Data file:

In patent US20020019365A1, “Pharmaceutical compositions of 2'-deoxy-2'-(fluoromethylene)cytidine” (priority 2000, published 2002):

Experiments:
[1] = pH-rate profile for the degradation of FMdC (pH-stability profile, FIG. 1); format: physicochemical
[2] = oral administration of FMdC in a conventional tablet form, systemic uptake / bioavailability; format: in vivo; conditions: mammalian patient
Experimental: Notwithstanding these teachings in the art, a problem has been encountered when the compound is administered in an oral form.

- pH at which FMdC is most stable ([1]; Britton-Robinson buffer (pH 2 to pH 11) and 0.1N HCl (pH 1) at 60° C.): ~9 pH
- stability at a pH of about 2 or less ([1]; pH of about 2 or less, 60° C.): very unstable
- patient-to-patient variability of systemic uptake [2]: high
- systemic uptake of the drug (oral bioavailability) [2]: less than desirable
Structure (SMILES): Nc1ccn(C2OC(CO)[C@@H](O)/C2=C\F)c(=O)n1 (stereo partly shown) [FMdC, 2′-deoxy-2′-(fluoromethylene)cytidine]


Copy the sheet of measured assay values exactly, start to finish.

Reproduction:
In patent US20020019365A1, “Pharmaceutical compositions of 2'-deoxy-2'-(fluoromethylene)cytidine” (priority 2000, published 2002):

Experiments:
[1] = pH-rate profile for the degradation of FMdC (pH-stability profile, FIG. 1); format: physicochemical
[2] = oral administration of FMdC in a conventional tablet form, systemic uptake / bioavailability; format: in vivo; conditions: mammalian patient
Experimental: Notwithstanding these teachings in the art, a problem has been encountered when the compound is administered in an oral form.

- pH at which FMdC is most stable ([1]; Britton-Robinson buffer (pH 2 to pH 11) and 0.1N HCl (pH 1) at 60° C.): ~9 pH
- stability at a pH of about 2 or less ([1]; pH of about 2 or less, 60° C.): very unstable
- patient-to-patient variability of systemic uptake [2]: high
- systemic uptake of the drug (oral bioavailability) [2]: less than desirable
Structure (SMILES): Nc1ccn(C2OC(CO)[C@@H](O)/C2=C\F)c(=O)n1 (stereo partly shown) [FMdC, 2′-deoxy-2′-(fluoromethylene)cytidine]